Even in the episode about the animals brought in illegally, Stabler’s undercover so he has to pretend that she’s his girlfriend. Over and over, women told us in real life, “Why wasn’t that my detective when I was raped?” On the other hand, Elliot Stabler was a man filled with rage at what primarily men were doing to women. I was pretty sure I knew I was going to be leaving the show and I killed off the nun, Sister Peg. For a brief time, Kevin Tighe was a television star, thanks to the popular action drama "Emergency!" It was weird being in high school and having some of my work come out, like Larry Clark’s film Bully. One of my favorite things in the world to do [was] for people playing anyone on the stand. Of course, the fans went cuckoo over it.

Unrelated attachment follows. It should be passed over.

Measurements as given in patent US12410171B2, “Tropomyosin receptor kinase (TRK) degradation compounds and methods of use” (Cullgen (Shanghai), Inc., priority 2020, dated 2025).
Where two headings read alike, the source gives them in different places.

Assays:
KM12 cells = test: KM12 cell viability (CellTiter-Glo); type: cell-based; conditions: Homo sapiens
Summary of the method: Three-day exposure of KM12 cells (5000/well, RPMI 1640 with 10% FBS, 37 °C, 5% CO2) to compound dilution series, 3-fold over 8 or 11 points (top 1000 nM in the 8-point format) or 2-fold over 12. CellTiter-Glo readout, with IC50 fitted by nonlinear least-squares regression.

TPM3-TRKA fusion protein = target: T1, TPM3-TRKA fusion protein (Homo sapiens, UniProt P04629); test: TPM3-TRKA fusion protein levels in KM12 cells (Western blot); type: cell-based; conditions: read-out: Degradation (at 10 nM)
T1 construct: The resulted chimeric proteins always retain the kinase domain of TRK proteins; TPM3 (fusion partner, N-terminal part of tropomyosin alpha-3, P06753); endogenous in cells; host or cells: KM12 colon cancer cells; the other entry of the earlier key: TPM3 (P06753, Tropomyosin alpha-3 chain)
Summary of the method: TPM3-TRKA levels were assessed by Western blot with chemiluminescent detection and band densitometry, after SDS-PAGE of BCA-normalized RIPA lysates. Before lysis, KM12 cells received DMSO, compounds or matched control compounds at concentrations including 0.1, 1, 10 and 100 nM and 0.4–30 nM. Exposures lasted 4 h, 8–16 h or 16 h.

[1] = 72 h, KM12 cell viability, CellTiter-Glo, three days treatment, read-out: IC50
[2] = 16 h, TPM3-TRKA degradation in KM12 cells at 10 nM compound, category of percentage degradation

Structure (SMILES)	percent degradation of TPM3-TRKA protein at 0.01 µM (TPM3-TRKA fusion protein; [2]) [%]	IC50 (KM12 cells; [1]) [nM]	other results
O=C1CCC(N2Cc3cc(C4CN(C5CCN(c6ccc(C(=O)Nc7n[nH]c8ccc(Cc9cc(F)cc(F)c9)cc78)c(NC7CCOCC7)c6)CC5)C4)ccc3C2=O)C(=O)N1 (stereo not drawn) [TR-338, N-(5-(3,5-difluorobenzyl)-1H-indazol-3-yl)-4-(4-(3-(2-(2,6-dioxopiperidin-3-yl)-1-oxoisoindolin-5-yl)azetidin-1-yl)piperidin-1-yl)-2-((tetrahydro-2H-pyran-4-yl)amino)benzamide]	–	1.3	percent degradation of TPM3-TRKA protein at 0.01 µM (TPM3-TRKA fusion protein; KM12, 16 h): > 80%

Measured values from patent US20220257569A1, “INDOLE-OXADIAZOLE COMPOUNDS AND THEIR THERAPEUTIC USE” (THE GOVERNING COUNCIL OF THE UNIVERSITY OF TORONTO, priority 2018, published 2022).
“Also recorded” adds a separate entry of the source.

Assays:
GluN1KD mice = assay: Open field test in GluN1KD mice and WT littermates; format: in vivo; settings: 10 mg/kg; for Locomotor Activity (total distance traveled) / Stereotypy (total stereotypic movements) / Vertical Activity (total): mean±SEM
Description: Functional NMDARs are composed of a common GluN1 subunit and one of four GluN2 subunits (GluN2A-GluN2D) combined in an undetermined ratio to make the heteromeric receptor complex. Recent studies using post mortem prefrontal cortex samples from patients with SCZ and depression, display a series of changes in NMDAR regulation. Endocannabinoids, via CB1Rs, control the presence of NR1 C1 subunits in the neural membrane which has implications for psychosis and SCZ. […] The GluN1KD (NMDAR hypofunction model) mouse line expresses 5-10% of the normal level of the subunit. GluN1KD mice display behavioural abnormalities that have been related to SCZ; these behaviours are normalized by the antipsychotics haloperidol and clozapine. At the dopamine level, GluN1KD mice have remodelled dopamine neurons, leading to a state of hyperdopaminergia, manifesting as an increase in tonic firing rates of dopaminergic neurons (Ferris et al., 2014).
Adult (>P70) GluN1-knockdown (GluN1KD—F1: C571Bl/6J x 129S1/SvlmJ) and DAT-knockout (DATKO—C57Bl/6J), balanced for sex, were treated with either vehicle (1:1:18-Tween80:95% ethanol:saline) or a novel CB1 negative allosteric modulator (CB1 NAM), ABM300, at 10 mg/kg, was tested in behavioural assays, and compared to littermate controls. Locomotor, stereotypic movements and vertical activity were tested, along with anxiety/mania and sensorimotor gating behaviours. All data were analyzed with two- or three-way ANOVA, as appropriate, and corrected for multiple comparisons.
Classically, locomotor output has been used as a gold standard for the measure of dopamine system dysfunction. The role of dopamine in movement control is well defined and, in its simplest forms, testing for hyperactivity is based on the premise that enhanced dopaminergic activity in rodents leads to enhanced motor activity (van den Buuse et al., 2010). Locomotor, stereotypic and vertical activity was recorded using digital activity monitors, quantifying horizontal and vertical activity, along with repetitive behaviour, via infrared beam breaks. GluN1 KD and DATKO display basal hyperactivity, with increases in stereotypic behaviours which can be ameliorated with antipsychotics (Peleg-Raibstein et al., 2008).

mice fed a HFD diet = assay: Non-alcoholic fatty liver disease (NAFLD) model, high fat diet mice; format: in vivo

Tamara Tunie (actor who played Dr. Melinda Warner, medical examiner): At the time, I thought it was very important that the show went into the fact that even though your mind is thinking one thing, your body can physically respond in a way that you’re not agreeing with. But when she arrived, she found there was only one bed in the man’s house, and she was expected to sleep with him, which, as you can imagine, led to abuse. And I was wearing, as you do when you’re young, way too high heels. Diane Neal (actor who later played ADA Casey Novak, rapist in “Ridicule”): The whole nature of the real SVU is crimes against children, crimes against women, sexual abuse and so on, and men always seemed kind of left out. I took everybody!